To fashion a bureau, Diedericks has topped a Queen Anne sewing table with a set of metal shelves. Although a rug he bought in Stellenbosch is not of great quality, Diedericks loves the print.

But, for all its transgressions, it was still an original Victorian home on a corner stand in the “nice part of town” with high ceilings and irreplaceable architectural heritage like the classic tin-roofed veranda and deep timber architraves. And for a man like Diedericks, potential awaits in the darkest of places. “I didn’t care what it looked like,” he continues, “I’m a dreamer and I know I can fix anything.” He’s not flattering himself; Diedericks has renovated and constructed many houses and has gained a set of skills that most builders would be envious of.


A carved sideboard and stacked World War 2 ammo boxes with the lids removed make for an unlikely display unit. In it, Bernie’s collection of mannequin heads bought from Greyton’s Die Smouswinkel shop and an assortment of metal storage bins is displayed in an artistic installation.

The transformation has been slow – almost four years slow – but patience is something Diedericks has plenty of and renovation costs money. While the layout remains much the same as before, the house is now flooded with light, amplified by its freshly plastered, clean white walls and new, pigmented cement floors. In order to gain much needed light and infuse the building with the breeziness it now possesses, Diedericks knocked down walls, moved doors and installed a cornucopia of solid wood sash windows, which he had been amassing for decades.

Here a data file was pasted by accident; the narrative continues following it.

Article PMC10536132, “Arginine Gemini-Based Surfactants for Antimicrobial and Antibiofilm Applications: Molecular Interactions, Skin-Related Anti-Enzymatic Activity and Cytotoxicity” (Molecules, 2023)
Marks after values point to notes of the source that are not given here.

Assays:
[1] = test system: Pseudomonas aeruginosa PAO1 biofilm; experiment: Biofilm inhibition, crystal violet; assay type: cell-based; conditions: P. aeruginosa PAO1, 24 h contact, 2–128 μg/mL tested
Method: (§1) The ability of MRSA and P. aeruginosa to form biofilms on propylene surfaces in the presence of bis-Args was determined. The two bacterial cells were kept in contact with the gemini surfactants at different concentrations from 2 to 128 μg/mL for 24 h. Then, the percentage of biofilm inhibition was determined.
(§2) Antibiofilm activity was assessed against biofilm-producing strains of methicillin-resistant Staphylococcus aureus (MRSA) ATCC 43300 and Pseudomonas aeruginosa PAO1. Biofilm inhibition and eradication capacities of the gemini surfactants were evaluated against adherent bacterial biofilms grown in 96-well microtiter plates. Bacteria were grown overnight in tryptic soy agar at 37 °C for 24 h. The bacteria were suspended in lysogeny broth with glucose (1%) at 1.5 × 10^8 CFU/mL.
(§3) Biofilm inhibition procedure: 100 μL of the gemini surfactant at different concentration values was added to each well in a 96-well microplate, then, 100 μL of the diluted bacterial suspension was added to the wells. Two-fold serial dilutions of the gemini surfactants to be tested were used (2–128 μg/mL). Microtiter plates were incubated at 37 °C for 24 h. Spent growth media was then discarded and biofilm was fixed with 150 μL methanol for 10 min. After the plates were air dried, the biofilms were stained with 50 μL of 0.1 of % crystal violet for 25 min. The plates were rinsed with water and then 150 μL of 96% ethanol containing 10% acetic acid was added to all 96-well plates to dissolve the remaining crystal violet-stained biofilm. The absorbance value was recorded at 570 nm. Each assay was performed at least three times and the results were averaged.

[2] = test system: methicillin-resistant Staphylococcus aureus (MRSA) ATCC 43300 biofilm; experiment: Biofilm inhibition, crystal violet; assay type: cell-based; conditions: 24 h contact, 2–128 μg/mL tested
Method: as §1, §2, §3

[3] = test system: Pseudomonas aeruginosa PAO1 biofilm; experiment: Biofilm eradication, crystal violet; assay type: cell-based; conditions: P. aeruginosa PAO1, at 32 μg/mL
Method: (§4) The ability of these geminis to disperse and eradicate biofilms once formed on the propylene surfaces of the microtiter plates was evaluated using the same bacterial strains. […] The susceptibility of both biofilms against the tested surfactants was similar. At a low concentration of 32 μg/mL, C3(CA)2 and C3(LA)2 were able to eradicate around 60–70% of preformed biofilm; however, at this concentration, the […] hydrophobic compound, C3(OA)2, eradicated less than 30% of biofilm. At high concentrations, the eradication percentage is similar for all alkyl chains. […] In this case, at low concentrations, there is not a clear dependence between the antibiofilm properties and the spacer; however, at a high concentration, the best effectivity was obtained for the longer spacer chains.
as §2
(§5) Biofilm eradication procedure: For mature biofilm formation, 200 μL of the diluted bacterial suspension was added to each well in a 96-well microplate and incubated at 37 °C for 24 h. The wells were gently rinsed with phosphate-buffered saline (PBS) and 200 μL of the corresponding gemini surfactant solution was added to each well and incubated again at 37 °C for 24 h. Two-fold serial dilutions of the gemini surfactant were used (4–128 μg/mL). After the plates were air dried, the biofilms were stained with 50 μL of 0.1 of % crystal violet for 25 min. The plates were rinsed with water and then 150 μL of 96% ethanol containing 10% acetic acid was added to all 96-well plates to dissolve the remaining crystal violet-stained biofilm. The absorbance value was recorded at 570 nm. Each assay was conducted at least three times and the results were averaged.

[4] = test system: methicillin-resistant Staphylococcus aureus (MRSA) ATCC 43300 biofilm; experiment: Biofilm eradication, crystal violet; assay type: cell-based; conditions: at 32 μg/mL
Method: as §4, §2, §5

Separated from the house, the scullery used to be the cottage kitchen. Using loose wooden units and a beloved green cupboard, Bernie has created a utilitarian space that still manages to be beautiful and can be dismantled at the drop of a hat.

As a collector with minimalist aspirations, his urge to pare down and live with less is always in the wings. This tension is present among the mass of precious belongings he has congregated over time, edited and styled with an austere undercurrent. White walls with the crispness of an art gallery provide the requisite balance for tactile layers of rusted iron, steel, rattan, imbuia and oak – all of it in a graceful state of aging.

Come summertime, the plane trees that line the town’s avenues are dense with foliage, shielding the streets from the full force of the heat while the wild dagga bush, a native to South Africa, produces orange tipped spires that bring the sunbirds to the garden. By his own admission, Diedericks isn’t a morning person; he prefers evenings, when the house cools and the fading sun casts a glow. It’s then you’ll find him on his back veranda sipping a beer or grilling from his wheelbarrow with friends.

Photography by Elsa Young.

For more like this historic Cape Town home, be sure to check out this carefully curated monochromatic loft.